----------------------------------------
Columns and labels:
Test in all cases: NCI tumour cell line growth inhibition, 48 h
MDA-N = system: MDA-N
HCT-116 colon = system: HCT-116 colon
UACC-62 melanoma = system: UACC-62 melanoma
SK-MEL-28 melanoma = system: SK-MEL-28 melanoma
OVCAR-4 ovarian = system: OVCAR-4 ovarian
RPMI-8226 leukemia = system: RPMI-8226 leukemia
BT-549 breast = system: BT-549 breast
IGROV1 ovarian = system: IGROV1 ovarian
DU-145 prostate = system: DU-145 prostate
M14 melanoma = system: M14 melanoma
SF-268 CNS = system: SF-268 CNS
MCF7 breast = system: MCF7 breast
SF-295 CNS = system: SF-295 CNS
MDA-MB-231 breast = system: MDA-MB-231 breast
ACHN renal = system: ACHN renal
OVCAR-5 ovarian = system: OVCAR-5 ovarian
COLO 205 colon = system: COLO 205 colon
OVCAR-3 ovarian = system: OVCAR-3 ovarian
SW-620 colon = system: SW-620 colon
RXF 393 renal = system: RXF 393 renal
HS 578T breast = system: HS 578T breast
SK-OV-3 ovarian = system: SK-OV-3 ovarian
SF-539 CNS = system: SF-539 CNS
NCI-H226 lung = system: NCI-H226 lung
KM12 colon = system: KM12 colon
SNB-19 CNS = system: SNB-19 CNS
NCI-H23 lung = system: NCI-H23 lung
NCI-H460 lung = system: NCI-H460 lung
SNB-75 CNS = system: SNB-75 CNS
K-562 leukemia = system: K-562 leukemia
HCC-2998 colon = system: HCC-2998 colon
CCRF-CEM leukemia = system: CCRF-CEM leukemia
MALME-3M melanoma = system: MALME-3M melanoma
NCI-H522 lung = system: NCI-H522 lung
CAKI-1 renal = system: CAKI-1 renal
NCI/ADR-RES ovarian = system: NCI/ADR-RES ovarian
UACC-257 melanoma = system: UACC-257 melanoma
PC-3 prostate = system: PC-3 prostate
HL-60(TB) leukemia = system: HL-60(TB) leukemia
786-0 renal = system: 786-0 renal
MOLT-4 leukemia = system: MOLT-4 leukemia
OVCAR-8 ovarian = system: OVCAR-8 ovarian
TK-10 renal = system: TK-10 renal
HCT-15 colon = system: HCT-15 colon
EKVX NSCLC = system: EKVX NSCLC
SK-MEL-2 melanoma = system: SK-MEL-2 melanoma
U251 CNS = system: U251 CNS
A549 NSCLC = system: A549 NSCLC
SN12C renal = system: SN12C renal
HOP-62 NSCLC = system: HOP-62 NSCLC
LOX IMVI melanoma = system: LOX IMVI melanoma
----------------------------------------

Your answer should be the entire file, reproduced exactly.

Columns and labels:
Test in all cases: NCI tumour cell line growth inhibition, 48 h
MDA-N = system: MDA-N
HCT-116 colon = system: HCT-116 colon
UACC-62 melanoma = system: UACC-62 melanoma
SK-MEL-28 melanoma = system: SK-MEL-28 melanoma
OVCAR-4 ovarian = system: OVCAR-4 ovarian
RPMI-8226 leukemia = system: RPMI-8226 leukemia
BT-549 breast = system: BT-549 breast
IGROV1 ovarian = system: IGROV1 ovarian
DU-145 prostate = system: DU-145 prostate
M14 melanoma = system: M14 melanoma
SF-268 CNS = system: SF-268 CNS
MCF7 breast = system: MCF7 breast
SF-295 CNS = system: SF-295 CNS
MDA-MB-231 breast = system: MDA-MB-231 breast
ACHN renal = system: ACHN renal
OVCAR-5 ovarian = system: OVCAR-5 ovarian
COLO 205 colon = system: COLO 205 colon
OVCAR-3 ovarian = system: OVCAR-3 ovarian
SW-620 colon = system: SW-620 colon
RXF 393 renal = system: RXF 393 renal
HS 578T breast = system: HS 578T breast
SK-OV-3 ovarian = system: SK-OV-3 ovarian
SF-539 CNS = system: SF-539 CNS
NCI-H226 lung = system: NCI-H226 lung
KM12 colon = system: KM12 colon
SNB-19 CNS = system: SNB-19 CNS
NCI-H23 lung = system: NCI-H23 lung
NCI-H460 lung = system: NCI-H460 lung
SNB-75 CNS = system: SNB-75 CNS
K-562 leukemia = system: K-562 leukemia
HCC-2998 colon = system: HCC-2998 colon
CCRF-CEM leukemia = system: CCRF-CEM leukemia
MALME-3M melanoma = system: MALME-3M melanoma
NCI-H522 lung = system: NCI-H522 lung
CAKI-1 renal = system: CAKI-1 renal
NCI/ADR-RES ovarian = system: NCI/ADR-RES ovarian
UACC-257 melanoma = system: UACC-257 melanoma
PC-3 prostate = system: PC-3 prostate
HL-60(TB) leukemia = system: HL-60(TB) leukemia
786-0 renal = system: 786-0 renal
MOLT-4 leukemia = system: MOLT-4 leukemia
OVCAR-8 ovarian = system: OVCAR-8 ovarian
TK-10 renal = system: TK-10 renal
HCT-15 colon = system: HCT-15 colon
EKVX NSCLC = system: EKVX NSCLC
SK-MEL-2 melanoma = system: SK-MEL-2 melanoma
U251 CNS = system: U251 CNS
A549 NSCLC = system: A549 NSCLC
SN12C renal = system: SN12C renal
HOP-62 NSCLC = system: HOP-62 NSCLC
LOX IMVI melanoma = system: LOX IMVI melanoma